There are two ways in which couples can jointly own property. The most common form of ownership is by way of joint tenants. This means both names are on the register of the property, and in the event of the death of one of the tenants the property automatically passes to the other without the need for probate to be granted.
The other way is less common and that is to own the property as tenants in common. This means on the death of one the property passes to their estate (whoever that may be), which in effect means the deceased’s tenant in common’s family will receive the benefit of the share of the deceased. On the face of it that share will be 50% of the equity in the property unless there is anything expressed to the contrary.
The difficulty arises where the parties have not contributed equally. How do they sort out what they are entitled to on the eventual sale of the property? To resolve this the parties should draw up a declaration of trust which sets out who gets what.
In the event that no declaration of trust is drawn up, then it will be difficult to prove the parties did not intend to do anything other than to split the proceeds equally. That could be unfair if one party contributed more than the other.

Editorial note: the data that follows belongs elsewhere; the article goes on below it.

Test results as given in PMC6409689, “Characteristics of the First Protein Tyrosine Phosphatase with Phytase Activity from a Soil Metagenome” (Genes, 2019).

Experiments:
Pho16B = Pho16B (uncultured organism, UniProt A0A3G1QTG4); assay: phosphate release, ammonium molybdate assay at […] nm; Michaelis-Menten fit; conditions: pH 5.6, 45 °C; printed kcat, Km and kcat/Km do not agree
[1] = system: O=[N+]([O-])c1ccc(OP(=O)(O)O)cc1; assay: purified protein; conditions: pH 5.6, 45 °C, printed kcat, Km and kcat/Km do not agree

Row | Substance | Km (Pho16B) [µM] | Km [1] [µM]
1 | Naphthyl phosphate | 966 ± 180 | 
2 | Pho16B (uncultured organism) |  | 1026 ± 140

In this situation there is no declaration of trust and therefore the parties need to have a serious conversation about how to deal with the property but at least they are both alive. If they can agree on what to do they should sell the property and split the proceeds one way or the other. If they cannot agree, then it will be a question of going to court. This is an unattractive proposition as only the lawyers will benefit.
I would suggest the parties get their heads together ‘ or even look at mediation ‘ but one way or another try to resolve their differences by agreement.